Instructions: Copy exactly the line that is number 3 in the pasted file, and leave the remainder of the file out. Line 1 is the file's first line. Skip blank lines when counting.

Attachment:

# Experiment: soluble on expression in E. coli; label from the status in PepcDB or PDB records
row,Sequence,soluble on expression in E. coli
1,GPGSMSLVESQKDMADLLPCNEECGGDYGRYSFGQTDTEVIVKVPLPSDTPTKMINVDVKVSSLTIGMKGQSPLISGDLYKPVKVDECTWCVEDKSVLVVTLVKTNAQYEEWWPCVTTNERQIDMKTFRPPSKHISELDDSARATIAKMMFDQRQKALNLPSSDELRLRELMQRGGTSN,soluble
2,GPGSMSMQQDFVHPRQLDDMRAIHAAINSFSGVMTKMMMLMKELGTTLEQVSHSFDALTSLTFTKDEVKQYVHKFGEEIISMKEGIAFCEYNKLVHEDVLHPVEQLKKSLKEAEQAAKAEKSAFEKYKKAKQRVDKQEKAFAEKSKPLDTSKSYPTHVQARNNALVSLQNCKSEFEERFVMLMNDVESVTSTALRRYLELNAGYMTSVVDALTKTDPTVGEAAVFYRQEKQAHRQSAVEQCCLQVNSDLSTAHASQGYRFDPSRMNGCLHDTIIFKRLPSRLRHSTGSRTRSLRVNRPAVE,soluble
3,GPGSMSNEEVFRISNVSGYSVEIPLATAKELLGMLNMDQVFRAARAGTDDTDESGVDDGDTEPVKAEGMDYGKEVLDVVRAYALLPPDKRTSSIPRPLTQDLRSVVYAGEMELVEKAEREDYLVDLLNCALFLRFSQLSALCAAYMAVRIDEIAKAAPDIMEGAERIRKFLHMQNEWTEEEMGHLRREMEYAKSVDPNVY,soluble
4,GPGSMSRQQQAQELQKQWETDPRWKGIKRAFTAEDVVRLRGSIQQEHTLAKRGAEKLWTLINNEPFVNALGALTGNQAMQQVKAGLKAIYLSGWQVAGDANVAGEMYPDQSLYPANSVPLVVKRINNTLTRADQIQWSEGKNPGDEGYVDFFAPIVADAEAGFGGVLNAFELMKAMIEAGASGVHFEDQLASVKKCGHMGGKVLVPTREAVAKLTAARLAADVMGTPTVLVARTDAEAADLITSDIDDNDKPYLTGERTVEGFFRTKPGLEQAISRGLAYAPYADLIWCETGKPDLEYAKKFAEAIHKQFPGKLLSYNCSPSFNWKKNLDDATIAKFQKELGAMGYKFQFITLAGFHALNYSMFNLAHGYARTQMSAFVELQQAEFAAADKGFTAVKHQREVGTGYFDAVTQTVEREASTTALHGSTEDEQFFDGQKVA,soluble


1,GPGSMSLVESQKDMADLLPCNEECGGDYGRYSFGQTDTEVIVKVPLPSDTPTKMINVDVKVSSLTIGMKGQSPLISGDLYKPVKVDECTWCVEDKSVLVVTLVKTNAQYEEWWPCVTTNERQIDMKTFRPPSKHISELDDSARATIAKMMFDQRQKALNLPSSDELRLRELMQRGGTSN,soluble